There was a time, if I was feeling a little out of shape, I could literally take a run around the block and feel tip top, everything falling back in place. The reality now is that no matter how many times I run around the block, my body is what it is, and it isn't returning to that younger version of itself (that one I didn't revere when I had it). My stomach is no longer a washboard -- but it was a cocoon that harbored a baby 16 years ago, an act of divine grace. When I look at it now, that is what I see, that is what I feel -- that is what I would exchange for nothing.
Upon arrival in Paris, my modeling agent introduced me to the infamous "thigh test," which would become the bane of my existence for many years to come. Simply put - if you stood with your legs together and they touched, the alarm bells were set off -- the message: lose weight and fast, we don't care how you do it. I couldn't Google, "how to lose weight in a healthy way." Instead, I learned to stand slightly protruding my derriere, successfully creating a bit more space between my thighs. Thus engendered the great imposter and decades of disempowering practices.
I have been coloring my hair for so long, I actually don't really know what my true hair color is. Right before a lucrative job in NYC when I first started modeling, my agent sent me to have "highlights" put in my hair at one of the snazzy Madison Avenue salons. It has been foils and magical concoctions ever since. My body is a bit rounder and softer. There are fine lines and faint dark spots on my face, a few greys popping up on my head and the hooded eyes that I built a 15-year modeling career upon, are beginning to roll over my eyelashes. The exterior still matters to me -- a solid vestige of vanity remains, but for me it's less about how others perceive me. This is my self-care -- I feel good in my own skin when I'm attending to all aspects of my life. When I exercise -- I feel better and more centered all around. When I purchase a lavish, delicious-smelling face cream, my skin smiles. When I eat organic food and drink expensive green juices, I feel inspired to take care of me.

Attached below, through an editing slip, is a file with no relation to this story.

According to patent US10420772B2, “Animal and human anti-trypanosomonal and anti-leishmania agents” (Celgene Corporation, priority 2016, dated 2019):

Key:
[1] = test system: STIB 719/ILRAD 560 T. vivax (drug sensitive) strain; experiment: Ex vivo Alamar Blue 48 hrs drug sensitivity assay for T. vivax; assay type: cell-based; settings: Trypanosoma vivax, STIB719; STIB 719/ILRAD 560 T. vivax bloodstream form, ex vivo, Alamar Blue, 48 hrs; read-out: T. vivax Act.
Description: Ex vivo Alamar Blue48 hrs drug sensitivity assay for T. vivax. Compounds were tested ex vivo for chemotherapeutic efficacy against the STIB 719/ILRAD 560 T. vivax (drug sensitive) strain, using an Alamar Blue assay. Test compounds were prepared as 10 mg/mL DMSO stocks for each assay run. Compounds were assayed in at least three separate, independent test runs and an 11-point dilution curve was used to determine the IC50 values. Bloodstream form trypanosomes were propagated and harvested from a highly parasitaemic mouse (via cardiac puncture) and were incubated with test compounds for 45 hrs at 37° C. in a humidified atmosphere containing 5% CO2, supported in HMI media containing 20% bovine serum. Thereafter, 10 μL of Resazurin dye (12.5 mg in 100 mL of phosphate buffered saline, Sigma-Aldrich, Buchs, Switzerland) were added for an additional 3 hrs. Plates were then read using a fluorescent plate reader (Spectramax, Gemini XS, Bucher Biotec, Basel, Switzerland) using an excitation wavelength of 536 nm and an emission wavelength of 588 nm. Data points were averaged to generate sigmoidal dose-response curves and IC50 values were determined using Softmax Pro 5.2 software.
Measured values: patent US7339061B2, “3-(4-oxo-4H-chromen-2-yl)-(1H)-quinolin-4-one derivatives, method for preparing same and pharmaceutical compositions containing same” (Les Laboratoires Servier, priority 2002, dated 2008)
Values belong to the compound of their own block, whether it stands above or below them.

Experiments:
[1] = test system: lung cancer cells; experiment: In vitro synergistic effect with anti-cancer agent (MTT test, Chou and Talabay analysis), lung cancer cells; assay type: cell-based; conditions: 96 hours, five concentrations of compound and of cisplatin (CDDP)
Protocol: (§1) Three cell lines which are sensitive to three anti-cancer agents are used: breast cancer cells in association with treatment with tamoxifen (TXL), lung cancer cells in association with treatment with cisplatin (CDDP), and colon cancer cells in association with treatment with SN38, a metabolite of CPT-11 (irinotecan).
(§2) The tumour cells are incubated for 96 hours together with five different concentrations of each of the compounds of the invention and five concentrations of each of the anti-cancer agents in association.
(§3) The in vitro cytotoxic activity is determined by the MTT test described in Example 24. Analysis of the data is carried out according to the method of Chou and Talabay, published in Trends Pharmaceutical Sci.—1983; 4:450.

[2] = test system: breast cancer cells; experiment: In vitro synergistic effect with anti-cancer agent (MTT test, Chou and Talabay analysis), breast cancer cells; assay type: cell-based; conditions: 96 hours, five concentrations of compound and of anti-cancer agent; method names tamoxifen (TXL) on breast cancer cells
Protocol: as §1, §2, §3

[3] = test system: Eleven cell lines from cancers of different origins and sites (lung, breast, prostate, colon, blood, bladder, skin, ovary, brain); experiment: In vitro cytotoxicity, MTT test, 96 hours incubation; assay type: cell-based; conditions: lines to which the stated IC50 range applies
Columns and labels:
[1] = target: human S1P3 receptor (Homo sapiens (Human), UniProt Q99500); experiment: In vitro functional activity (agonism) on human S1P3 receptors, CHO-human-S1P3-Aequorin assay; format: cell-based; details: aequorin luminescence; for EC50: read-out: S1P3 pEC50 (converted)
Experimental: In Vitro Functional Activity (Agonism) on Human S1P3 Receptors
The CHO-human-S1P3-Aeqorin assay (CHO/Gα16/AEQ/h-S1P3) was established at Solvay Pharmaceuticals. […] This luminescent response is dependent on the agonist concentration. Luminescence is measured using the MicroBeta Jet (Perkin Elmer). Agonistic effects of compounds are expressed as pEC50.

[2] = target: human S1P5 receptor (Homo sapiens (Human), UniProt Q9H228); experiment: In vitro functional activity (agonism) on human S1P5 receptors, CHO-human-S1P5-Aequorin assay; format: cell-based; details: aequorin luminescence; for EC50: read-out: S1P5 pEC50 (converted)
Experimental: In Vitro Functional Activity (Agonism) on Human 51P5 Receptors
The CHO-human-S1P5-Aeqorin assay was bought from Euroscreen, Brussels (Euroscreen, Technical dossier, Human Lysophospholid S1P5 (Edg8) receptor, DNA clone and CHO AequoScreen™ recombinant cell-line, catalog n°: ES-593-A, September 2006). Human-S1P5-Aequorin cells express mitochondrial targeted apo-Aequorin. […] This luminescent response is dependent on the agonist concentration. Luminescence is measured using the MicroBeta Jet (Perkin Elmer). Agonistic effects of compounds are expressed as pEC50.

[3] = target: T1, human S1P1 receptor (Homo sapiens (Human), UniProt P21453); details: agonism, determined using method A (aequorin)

The bottom line: It's all perfectly imperfect and some days life feels like a juggling act on a balance beam. I work hard, drink wine, love large, drop the proverbial "F" bomb in frustration, cry, rant, meditate, delight in nature, and pursue my passion every day. It took me a long time to find my way back here, but I have arrived. Yes there have been some bumps and bruises along the way, a few battle scars for sure. But I have deactivated many self-defeating theories. I'm no longer waiting for Prince Charming to save me, to make my dreams come true, to solve the problems of my world. No, this Princess is her own badass goddess tapping into her divine feminine -- awakening to her true calling and ready to help others do the same.
Are you ready to activate your inner goddess? She's waiting.
BODY-MIND-SOULFUL LIST TO SELF:
• Don't miss the ride. Don't pick yourself apart, criticizing your body -- one day you will look back and think, "I'd kill to have that skin / body again etc."
• Listen to "your" inner voice. A simple litmus test works in any scenario: does this feel good? Is this a "hell yes?"
• Follow your heart. Within you is a unique purpose and passion, no matter how deeply buried. Get digging. Activate it.
• Do what you love. Don't settle in relationships, in your career, in life in general -- go for big. Know what lights your fire and makes your heart pound - do that!
• Life is a juggling act. Think of yourself as a whimsical circus performer, be well rounded. You can be driven and make time to play. Laugh, work, love, dream, drink wine, indulge, stretch, have fun. REPEAT.
• Don't fixate on the past. Deep breath, let it go. The past is the past and it's looking at your ass. Extract what you can and move on. Lighten your load sister.
• You are enough... so much more than enough!
Instead of living in the yesterdays, trying to squeeze into the jeans of the past -- I'm embracing what is now -- this is the new 50. Happy Birthday!